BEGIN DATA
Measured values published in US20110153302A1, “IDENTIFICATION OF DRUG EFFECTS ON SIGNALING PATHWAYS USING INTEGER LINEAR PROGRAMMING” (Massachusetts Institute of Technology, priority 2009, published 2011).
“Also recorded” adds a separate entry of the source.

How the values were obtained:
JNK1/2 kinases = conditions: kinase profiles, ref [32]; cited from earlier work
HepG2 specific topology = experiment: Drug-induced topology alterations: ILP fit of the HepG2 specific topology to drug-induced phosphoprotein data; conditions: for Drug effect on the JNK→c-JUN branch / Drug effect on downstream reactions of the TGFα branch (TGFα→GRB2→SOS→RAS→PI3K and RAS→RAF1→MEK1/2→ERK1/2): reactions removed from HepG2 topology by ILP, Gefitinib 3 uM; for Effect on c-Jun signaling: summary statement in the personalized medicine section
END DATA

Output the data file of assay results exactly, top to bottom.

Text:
Measured values published in US20110153302A1, “IDENTIFICATION OF DRUG EFFECTS ON SIGNALING PATHWAYS USING INTEGER LINEAR PROGRAMMING” (Massachusetts Institute of Technology, priority 2009, published 2011).
“Also recorded” adds a separate entry of the source.

How the values were obtained:
JNK1/2 kinases = conditions: kinase profiles, ref [32]; cited from earlier work
HepG2 specific topology = experiment: Drug-induced topology alterations: ILP fit of the HepG2 specific topology to drug-induced phosphoprotein data; conditions: for Drug effect on the JNK→c-JUN branch / Drug effect on downstream reactions of the TGFα branch (TGFα→GRB2→SOS→RAS→PI3K and RAS→RAF1→MEK1/2→ERK1/2): reactions removed from HepG2 topology by ILP, Gefitinib 3 uM; for Effect on c-Jun signaling: summary statement in the personalized medicine section